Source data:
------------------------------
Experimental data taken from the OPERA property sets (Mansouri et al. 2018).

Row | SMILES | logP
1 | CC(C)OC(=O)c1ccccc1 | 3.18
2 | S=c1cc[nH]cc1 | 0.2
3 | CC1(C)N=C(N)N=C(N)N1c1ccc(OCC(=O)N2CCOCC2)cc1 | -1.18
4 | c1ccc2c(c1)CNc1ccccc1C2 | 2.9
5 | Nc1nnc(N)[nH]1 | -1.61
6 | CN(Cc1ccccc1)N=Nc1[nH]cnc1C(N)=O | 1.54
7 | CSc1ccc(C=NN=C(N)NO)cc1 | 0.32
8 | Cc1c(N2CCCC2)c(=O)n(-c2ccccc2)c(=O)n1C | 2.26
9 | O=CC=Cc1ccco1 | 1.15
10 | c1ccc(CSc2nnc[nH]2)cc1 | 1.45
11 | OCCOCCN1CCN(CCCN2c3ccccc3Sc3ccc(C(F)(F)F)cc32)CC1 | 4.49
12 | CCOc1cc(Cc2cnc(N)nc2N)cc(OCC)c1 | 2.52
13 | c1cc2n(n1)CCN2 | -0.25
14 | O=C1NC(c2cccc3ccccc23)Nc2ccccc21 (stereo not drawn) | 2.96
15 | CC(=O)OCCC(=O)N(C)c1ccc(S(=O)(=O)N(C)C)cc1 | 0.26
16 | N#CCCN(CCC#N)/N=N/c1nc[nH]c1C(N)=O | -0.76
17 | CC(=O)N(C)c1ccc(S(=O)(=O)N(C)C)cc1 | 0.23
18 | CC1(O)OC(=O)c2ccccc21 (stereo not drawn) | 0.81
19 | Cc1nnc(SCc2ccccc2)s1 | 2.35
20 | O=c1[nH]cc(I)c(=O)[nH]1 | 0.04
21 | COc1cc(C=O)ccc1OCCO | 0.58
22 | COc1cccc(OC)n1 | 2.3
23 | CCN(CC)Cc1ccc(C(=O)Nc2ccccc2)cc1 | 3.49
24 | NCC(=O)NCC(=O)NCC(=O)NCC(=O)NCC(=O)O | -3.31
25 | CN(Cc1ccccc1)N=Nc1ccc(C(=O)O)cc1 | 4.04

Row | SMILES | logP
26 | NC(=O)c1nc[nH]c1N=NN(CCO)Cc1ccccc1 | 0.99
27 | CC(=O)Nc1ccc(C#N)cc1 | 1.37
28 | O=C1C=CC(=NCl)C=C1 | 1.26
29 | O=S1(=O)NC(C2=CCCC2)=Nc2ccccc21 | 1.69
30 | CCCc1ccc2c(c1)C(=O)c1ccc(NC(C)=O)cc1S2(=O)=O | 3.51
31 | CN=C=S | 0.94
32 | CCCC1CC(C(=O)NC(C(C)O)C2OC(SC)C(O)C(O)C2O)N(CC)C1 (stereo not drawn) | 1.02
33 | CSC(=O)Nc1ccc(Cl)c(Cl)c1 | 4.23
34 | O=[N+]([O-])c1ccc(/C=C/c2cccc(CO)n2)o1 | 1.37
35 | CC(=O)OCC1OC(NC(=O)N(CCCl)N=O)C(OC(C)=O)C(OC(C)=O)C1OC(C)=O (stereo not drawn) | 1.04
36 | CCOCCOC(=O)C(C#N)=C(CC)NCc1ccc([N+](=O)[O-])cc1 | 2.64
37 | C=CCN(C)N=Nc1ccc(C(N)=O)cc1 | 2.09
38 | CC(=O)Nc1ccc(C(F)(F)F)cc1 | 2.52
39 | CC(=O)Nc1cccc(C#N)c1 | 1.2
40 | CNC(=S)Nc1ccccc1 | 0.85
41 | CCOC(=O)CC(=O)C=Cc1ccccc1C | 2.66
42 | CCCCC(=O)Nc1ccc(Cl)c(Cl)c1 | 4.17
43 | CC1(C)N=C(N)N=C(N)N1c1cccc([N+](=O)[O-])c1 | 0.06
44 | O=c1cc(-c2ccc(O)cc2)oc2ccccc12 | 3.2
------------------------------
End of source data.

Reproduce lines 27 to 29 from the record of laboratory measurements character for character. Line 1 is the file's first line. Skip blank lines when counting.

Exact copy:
25 | CN(Cc1ccccc1)N=Nc1ccc(C(=O)O)cc1 | 4.04

Row | SMILES | logP
26 | NC(=O)c1nc[nH]c1N=NN(CCO)Cc1ccccc1 | 0.99